Thistle Brooch

Silver-gilt
Near Ardagh, County Limerick
10 century, CE
Viking Period
17.8 cm
The National Museum of Ireland

This silver thistle brooch is emblematic of a new style of  brooches which emerged during the Viking period.  The use of silver-gilt represents the popularity and prevalence of silver which was facilitated by the new Viking trade routes.  The ring of the brooch is penannular with the pin running through the gap in its center.  The pin tapers to a dull, flattened point where the tip is missing.  The pin originates from a silver-gilt ball.  Two similar silver balls form the terminals of the ring.  The silver-gilt used to create these balls is brambled, making them look texturally like thistles, hence the name, thistle brooch.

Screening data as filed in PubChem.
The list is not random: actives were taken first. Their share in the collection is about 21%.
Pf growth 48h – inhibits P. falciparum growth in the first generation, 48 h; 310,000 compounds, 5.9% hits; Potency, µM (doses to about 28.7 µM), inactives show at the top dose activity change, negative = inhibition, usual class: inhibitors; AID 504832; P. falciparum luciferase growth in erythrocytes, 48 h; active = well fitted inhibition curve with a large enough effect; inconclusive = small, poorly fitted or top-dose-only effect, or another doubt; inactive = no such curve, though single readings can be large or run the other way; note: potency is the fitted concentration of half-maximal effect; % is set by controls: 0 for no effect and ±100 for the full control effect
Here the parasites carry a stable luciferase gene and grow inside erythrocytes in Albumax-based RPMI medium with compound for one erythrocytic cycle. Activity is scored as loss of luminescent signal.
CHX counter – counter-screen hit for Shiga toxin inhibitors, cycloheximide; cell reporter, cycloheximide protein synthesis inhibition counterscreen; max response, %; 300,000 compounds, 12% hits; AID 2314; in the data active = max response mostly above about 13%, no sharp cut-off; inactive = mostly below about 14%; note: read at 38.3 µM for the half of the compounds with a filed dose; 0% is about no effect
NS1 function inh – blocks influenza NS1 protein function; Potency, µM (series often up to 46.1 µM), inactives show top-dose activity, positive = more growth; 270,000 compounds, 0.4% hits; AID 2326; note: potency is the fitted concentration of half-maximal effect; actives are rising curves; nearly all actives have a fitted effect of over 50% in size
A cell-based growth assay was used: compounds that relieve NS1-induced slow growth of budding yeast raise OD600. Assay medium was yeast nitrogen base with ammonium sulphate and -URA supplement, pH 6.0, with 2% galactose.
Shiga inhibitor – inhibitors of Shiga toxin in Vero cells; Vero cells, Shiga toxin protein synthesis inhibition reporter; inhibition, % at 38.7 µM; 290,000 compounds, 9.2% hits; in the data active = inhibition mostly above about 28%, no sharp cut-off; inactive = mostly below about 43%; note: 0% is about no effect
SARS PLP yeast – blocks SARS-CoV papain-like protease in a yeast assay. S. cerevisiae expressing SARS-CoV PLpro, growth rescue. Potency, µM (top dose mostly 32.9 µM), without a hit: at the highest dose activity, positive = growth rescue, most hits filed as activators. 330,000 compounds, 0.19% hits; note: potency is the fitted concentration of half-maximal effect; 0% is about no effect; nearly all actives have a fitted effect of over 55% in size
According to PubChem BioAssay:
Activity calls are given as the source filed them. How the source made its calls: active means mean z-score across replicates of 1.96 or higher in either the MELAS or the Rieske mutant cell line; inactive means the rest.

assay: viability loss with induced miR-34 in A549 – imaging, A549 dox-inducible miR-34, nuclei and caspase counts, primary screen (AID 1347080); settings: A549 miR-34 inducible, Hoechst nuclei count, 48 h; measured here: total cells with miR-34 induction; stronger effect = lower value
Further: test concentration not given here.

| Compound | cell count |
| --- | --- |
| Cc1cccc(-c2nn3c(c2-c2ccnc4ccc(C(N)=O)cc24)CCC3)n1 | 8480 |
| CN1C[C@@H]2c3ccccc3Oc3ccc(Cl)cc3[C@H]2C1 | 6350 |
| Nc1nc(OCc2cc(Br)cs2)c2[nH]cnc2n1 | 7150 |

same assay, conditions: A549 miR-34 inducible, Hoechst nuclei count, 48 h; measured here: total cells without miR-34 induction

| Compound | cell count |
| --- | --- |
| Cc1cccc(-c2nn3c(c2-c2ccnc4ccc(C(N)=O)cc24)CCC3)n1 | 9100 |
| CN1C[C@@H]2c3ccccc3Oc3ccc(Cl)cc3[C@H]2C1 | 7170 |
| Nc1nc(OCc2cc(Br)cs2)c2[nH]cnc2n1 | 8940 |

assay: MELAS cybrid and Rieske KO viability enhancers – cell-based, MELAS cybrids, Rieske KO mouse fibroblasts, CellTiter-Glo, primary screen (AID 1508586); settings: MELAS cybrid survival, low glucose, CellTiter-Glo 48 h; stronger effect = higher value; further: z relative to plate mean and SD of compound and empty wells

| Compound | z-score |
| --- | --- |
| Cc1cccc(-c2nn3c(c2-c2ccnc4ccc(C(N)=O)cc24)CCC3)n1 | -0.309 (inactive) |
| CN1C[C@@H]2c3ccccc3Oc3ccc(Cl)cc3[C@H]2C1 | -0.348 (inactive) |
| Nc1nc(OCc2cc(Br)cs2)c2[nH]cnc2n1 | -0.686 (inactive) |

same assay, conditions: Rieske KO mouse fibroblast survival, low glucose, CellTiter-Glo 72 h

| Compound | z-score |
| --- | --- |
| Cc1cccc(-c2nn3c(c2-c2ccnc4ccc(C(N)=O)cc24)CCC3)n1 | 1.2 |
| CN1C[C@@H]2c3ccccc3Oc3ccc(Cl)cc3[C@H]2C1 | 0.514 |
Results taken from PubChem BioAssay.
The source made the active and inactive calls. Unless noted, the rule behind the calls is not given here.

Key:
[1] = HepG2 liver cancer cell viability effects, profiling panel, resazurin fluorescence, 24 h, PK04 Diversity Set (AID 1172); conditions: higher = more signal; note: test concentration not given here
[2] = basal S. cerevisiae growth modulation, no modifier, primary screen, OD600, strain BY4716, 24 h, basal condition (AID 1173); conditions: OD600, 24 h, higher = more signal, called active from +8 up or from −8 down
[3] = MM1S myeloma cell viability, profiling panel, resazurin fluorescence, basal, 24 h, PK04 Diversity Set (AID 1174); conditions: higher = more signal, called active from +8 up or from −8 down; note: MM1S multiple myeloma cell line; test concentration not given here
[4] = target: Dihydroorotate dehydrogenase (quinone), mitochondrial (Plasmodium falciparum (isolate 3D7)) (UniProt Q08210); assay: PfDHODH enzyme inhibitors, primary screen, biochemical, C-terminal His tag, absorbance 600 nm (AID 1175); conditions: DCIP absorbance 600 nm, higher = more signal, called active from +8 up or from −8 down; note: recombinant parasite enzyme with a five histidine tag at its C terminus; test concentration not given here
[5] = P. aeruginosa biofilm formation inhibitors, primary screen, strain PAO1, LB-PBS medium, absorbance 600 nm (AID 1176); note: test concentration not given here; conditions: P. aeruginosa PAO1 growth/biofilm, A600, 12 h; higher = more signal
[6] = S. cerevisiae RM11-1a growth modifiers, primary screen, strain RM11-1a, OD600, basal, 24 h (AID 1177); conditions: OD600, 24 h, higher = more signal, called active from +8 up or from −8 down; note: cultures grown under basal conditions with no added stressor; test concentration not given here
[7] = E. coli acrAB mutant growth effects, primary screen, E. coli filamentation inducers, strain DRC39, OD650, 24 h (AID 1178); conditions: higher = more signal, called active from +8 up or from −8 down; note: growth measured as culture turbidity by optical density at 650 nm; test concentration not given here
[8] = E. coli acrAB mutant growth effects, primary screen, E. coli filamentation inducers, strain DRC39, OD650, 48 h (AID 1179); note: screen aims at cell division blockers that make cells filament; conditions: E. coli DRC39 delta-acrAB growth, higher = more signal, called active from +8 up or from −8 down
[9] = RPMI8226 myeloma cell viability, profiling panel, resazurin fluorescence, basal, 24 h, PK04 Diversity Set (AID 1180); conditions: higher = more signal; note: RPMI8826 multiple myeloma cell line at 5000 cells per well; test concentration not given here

The recovery of this brooch occurred near Ardagh, where a wealth of precious artifacts were found.  A young boy digging up potatoes discovered the remains found near Ardagh over one hundred years ago.  Ardagh is most notably known for the recovery of its famous silver chalice.

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